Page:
Stalling the Angel of Death
Jacob wrestles with an angel having murderous intentions towards him, yet not only perseveres, but walks away triumphant, though injured (Genesis 32:26 – link to English translation of the chapter http://www.mechon-mamre.org/e/et/et0132.htm ).
How does a mortal man triumph over an attack from the spiritual world?
Rabbi Ovadia Sforno hints at a related story, described in the Babylonian Talmud (Tractate Shabbat, 30a-b) (link to English summary of the page: http://www.dafyomi.co.il/shabbos/points/sh-ps-030.htm) .
King David inquired of God to disclose the day of his death. God was only willing to inform David that he would die on a Sabbath. David embarked on a strategy of continuously studying Torah from the onset of every Sabbath until its conclusion 25 hours later. The strategy is successful and the Talmud recounts the growing frustration the Angel of Death has with King David over the course of multiple Sabbaths.
Finally, one Sabbath, the Angel of Death succeeds in distracting David. The Angel of Death goes into David’s garden and causes a tremendous amount of noise to emanate from the trees. David goes out to investigate, still absorbed in words of Torah. As he walks out, one of the steps breaks underneath him. For that one instant David is distracted, and it is at that instant that the Angel of Death manages to finally claim David’s indomitable spirit.
Sforno explains that Jacob’s battle with the angel was no mere physical wrestling match, but that it was a battle conducted on multiple planes, including the spiritual one. Jacob was able to succeed, because throughout the struggle he was continuously focused on and absorbed in the underlying reality of God’s Torah. In an act of desperation, the angel tries to distract Jacob by showing to him the future sins of his descendents, the fruit of his loins. The distress of those future sins succeeds in distracting Jacob and giving the angel and opportunity to hurt him in the area of the loins.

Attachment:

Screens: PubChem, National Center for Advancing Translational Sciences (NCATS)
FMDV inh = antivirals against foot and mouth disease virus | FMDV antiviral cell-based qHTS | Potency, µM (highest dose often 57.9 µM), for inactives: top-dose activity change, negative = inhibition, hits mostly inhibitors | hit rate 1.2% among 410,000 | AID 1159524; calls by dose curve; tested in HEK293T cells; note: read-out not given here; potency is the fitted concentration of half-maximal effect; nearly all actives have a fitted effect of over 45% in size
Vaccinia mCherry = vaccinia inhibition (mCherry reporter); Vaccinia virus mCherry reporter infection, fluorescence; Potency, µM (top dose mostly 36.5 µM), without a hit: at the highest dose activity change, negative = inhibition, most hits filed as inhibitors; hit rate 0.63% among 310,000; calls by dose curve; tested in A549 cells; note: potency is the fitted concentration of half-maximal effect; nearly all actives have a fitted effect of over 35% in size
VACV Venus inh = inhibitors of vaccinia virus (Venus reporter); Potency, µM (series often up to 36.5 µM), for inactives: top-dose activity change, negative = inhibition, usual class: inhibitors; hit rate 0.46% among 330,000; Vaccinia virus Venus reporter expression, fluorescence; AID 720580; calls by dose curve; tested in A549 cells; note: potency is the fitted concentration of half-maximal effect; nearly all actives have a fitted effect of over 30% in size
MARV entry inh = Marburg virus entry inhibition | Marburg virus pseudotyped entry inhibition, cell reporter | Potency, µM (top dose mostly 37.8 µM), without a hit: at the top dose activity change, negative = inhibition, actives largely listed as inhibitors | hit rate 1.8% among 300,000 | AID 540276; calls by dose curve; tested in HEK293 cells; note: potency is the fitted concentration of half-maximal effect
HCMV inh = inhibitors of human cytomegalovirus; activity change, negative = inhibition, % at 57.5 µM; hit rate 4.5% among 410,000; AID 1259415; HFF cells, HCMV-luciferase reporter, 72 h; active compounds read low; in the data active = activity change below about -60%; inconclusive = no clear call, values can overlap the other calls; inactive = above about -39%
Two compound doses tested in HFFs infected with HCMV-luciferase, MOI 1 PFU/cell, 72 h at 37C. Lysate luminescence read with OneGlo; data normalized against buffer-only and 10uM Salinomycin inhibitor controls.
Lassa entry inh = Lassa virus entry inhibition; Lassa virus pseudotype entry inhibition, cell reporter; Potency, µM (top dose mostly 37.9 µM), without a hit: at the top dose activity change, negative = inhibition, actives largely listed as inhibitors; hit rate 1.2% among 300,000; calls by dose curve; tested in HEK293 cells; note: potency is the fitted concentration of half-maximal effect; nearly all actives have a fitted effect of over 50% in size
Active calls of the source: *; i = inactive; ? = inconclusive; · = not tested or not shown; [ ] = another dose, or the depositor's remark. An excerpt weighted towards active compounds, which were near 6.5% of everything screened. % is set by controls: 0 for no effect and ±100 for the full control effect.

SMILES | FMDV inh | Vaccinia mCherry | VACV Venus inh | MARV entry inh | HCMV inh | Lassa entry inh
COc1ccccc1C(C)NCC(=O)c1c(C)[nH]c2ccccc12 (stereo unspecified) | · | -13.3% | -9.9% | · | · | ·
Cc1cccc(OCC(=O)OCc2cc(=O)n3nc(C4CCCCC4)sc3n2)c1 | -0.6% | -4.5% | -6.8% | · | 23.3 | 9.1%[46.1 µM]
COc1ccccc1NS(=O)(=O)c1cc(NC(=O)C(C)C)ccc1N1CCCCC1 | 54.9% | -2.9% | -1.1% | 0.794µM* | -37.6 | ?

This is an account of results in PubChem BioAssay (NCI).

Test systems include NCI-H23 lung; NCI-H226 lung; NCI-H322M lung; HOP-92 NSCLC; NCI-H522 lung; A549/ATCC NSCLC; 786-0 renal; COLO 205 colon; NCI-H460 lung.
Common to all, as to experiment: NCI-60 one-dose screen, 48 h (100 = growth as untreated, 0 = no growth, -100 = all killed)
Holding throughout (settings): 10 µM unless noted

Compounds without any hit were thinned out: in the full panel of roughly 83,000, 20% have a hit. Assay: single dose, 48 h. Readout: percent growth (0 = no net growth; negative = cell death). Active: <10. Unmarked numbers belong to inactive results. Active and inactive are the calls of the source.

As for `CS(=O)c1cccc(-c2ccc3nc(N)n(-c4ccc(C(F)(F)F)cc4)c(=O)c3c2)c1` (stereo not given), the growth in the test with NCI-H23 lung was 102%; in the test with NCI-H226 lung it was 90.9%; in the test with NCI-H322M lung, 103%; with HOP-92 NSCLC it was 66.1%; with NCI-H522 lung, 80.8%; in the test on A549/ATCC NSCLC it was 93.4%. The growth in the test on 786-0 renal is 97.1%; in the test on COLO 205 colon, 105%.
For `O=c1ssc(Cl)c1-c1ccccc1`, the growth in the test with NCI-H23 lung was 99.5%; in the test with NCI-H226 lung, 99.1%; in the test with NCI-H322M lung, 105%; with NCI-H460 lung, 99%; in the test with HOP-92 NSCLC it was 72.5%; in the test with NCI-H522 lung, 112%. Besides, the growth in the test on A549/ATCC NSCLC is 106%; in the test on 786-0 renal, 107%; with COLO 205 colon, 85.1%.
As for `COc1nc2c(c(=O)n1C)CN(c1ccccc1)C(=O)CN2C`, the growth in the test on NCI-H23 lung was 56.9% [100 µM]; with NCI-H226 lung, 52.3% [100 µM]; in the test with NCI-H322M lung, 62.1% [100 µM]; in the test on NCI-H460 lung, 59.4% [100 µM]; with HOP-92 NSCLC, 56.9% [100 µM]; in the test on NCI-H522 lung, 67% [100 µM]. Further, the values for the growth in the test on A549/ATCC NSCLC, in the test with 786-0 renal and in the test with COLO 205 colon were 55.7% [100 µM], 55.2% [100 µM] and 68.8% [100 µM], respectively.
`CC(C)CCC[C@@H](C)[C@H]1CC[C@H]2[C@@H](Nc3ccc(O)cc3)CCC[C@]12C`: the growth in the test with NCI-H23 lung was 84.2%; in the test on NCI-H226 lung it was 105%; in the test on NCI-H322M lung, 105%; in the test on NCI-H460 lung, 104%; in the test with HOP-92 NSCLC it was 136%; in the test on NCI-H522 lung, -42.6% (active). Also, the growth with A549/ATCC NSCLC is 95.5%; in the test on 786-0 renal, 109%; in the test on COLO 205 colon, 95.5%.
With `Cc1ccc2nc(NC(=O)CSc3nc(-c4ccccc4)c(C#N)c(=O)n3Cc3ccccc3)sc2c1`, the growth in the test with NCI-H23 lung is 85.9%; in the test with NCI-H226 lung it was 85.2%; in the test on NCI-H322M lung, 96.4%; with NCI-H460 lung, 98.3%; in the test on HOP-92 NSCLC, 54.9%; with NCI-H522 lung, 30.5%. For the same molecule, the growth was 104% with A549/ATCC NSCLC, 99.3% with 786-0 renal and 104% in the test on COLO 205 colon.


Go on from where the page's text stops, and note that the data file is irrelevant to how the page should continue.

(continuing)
Nonetheless, Jacob quickly regains his focus and wins the battle.
May we likewise keep our focus on the important things in life and win the multiple battles, both big and little, that continuously challenge us.
To the memory of Rabbi Yehoshua Ze’ev Abramoff of Toronto, the father of my new sister-in-law, Nechama Spitz. Rabbi Abramoff passed away today after an extended struggle with pancreatic cancer, and had thwarted the angel of death already far longer than most people. His strength, perseverance and character were astounding and inspirational. May the Almighty comfort the Abramoff family, amongst the mourners of Zion and Jerusalem.